FURRY FOX BATS DIE AT 117 DEGREES
A hot Aussie summer is killing off hundreds fox bats. They have limited shade in Australia’s suburbs, and subsequently died outside Sydney, Australia over this past weekend. Extreme temperatures soared to 117 degrees Fahrenheit, this is the largest heat wave in the country since 1939.
RESCUE EFFORT FALLS SHORT IN AUSSIE SUMMER
The most recent report shows 224 bats have passed and been collected. Mostly juveniles whose brains were literally boiled from the extreme heat wave. In addition to the bat babies that were found dead lying on the ground, several hundred more remained unreachable in the trees. A rescue group organized the attempted recovery and body collection effort.
FOX BATS GOOD UNTIL 104 DEGREES
There are four species of flying fox bats in Australia alone and all are susceptible to extreme heat. Although they’ve adapted to warmer temperatures, the primarily fruit eating creatures have trouble regulating their body temperature when the weather goes above 104 degrees F. The juvenile bats are in bigger danger because they can’t regulate their bodies as well as adult fox bats, in the hot Aussie summer.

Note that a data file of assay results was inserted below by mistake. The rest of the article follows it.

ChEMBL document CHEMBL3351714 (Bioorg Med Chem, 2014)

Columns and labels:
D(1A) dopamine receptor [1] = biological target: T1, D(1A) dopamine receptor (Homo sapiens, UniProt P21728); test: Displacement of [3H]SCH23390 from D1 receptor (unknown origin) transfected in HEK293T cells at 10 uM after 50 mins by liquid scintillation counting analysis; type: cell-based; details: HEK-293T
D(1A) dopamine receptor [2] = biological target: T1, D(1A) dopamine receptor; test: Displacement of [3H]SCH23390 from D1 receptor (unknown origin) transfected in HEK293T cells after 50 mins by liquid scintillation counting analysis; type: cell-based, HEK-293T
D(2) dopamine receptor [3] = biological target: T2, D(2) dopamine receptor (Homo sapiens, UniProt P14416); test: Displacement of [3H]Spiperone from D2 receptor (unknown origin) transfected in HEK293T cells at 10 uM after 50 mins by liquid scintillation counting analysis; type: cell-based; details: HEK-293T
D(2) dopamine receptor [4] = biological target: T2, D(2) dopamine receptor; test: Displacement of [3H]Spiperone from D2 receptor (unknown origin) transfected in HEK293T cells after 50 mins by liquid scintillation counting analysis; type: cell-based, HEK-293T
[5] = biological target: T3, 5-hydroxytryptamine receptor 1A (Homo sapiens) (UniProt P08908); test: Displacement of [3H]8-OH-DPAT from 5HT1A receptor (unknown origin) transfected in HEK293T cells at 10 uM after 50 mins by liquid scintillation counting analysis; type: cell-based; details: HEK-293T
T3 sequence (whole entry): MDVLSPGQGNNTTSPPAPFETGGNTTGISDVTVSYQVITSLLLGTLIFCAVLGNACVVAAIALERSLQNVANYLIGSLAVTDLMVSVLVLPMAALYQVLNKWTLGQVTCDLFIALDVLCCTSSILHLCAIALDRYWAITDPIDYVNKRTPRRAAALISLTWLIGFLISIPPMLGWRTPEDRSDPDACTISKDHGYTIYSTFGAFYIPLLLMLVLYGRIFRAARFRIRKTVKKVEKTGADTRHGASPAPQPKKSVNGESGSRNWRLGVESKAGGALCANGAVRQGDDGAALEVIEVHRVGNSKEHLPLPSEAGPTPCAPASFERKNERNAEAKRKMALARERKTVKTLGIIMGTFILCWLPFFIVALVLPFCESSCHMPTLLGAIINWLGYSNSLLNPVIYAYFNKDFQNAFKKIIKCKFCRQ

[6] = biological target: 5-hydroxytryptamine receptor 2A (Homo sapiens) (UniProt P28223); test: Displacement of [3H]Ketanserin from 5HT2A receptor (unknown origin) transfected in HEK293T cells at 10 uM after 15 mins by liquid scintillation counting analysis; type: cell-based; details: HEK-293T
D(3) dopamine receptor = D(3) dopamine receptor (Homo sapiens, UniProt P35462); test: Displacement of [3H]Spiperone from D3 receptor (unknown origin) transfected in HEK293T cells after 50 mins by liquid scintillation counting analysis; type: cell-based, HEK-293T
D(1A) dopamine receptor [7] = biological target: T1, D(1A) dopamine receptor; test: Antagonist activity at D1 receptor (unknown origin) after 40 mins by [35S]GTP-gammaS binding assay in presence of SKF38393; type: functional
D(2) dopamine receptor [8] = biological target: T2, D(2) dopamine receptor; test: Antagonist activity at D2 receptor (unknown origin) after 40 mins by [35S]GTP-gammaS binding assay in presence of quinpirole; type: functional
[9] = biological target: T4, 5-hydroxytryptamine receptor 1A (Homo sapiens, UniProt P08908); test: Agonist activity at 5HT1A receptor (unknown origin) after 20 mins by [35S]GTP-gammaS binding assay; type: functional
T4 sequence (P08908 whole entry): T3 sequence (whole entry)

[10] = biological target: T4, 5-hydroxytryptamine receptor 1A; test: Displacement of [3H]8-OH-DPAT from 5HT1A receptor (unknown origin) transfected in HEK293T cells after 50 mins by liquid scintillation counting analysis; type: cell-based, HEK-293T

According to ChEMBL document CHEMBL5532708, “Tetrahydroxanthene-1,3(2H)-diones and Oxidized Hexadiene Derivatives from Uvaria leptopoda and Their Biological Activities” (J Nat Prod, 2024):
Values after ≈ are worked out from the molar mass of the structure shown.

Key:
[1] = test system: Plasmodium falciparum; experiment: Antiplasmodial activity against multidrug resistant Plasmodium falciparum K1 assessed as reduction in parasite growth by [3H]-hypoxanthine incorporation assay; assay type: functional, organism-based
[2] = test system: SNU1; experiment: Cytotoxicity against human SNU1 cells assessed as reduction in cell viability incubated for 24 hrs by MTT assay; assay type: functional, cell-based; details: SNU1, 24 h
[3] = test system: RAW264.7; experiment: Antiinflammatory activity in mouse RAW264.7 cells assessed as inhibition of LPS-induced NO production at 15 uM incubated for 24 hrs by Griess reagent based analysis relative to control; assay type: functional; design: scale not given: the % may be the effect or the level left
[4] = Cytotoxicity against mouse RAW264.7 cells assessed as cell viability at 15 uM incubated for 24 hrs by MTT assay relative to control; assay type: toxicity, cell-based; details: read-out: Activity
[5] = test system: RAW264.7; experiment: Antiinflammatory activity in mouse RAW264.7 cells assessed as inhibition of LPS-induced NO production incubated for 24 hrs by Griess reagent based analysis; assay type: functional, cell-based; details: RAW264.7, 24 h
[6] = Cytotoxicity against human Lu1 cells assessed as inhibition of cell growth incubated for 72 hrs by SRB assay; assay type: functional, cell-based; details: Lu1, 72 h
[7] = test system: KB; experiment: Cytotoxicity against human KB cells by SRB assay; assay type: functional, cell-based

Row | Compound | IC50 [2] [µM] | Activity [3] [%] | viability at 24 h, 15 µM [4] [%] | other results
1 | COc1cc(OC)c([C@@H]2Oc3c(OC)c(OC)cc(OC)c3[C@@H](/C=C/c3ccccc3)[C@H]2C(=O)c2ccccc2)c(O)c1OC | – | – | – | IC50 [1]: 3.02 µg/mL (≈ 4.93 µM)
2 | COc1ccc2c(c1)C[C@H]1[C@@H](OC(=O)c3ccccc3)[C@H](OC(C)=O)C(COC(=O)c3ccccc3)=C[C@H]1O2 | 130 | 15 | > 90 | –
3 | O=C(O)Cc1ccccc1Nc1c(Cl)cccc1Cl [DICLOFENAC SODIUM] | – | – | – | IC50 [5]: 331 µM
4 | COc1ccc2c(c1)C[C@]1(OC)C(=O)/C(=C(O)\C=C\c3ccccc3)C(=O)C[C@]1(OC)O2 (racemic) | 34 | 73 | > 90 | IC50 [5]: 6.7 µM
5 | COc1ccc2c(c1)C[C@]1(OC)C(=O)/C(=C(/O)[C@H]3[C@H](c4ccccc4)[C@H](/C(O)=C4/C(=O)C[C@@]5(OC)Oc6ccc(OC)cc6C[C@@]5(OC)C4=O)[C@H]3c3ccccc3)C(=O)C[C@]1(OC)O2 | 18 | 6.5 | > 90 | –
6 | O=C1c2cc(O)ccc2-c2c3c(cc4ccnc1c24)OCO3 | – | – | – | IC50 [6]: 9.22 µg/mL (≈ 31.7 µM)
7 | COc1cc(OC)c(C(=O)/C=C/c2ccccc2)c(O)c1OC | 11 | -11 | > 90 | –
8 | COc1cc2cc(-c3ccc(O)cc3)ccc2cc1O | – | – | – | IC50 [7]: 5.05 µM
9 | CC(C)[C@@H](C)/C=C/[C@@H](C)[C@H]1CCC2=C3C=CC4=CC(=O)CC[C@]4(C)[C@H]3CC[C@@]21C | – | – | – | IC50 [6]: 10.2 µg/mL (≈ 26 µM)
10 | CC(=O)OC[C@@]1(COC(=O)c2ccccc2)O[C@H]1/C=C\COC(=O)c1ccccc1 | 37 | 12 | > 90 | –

GREAT FOR THE ENVIRONMENT, FOX BATS NEEDED
Fox bats have the ability to fly, therefore they help in the following ways. In the regeneration of Australia’s forests and more importantly pollinating and dispersing the seeds of numerous native plant species.
MAN MADE THREAT, OTHER SIMILAR PROBLEMS
One wildlife group is further concerned about a scheduled fireworks demonstration for the local area later this month that could kill more bats unless it moves locations.
In the Northern Hemisphere, cold weather and the bomb cyclone has had sharks, iguanas and alligators, used to balmy weather, freezing, sometimes to death and other times into a sleeplike state from which they recover.